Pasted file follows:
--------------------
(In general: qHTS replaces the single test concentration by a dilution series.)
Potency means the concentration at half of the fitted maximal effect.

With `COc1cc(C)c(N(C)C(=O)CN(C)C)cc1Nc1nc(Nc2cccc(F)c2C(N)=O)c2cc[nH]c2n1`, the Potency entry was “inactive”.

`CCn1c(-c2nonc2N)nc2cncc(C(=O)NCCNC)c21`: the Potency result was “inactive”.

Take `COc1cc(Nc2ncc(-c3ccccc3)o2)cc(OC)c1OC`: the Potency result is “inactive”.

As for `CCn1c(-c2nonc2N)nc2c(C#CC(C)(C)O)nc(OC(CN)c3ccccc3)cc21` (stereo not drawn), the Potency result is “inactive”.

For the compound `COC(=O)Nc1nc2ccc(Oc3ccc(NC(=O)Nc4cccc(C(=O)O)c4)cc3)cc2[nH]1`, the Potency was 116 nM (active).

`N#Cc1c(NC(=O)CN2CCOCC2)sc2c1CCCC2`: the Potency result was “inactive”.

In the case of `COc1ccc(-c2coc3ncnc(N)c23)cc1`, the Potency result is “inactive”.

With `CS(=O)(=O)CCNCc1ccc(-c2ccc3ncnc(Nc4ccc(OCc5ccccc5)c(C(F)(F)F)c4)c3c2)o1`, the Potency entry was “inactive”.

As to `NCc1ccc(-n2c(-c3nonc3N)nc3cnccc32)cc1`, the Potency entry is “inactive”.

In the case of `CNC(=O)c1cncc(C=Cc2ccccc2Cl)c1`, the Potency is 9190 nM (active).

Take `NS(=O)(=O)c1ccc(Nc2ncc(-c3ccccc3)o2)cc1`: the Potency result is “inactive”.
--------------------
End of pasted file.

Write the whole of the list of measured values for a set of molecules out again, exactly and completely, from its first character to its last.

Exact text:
(In general: qHTS replaces the single test concentration by a dilution series.)
Potency means the concentration at half of the fitted maximal effect.

With `COc1cc(C)c(N(C)C(=O)CN(C)C)cc1Nc1nc(Nc2cccc(F)c2C(N)=O)c2cc[nH]c2n1`, the Potency entry was “inactive”.

`CCn1c(-c2nonc2N)nc2cncc(C(=O)NCCNC)c21`: the Potency result was “inactive”.

Take `COc1cc(Nc2ncc(-c3ccccc3)o2)cc(OC)c1OC`: the Potency result is “inactive”.

As for `CCn1c(-c2nonc2N)nc2c(C#CC(C)(C)O)nc(OC(CN)c3ccccc3)cc21` (stereo not drawn), the Potency result is “inactive”.

For the compound `COC(=O)Nc1nc2ccc(Oc3ccc(NC(=O)Nc4cccc(C(=O)O)c4)cc3)cc2[nH]1`, the Potency was 116 nM (active).

`N#Cc1c(NC(=O)CN2CCOCC2)sc2c1CCCC2`: the Potency result was “inactive”.

In the case of `COc1ccc(-c2coc3ncnc(N)c23)cc1`, the Potency result is “inactive”.

With `CS(=O)(=O)CCNCc1ccc(-c2ccc3ncnc(Nc4ccc(OCc5ccccc5)c(C(F)(F)F)c4)c3c2)o1`, the Potency entry was “inactive”.

As to `NCc1ccc(-n2c(-c3nonc3N)nc3cnccc32)cc1`, the Potency entry is “inactive”.

In the case of `CNC(=O)c1cncc(C=Cc2ccccc2Cl)c1`, the Potency is 9190 nM (active).

Take `NS(=O)(=O)c1ccc(Nc2ncc(-c3ccccc3)o2)cc1`: the Potency result is “inactive”.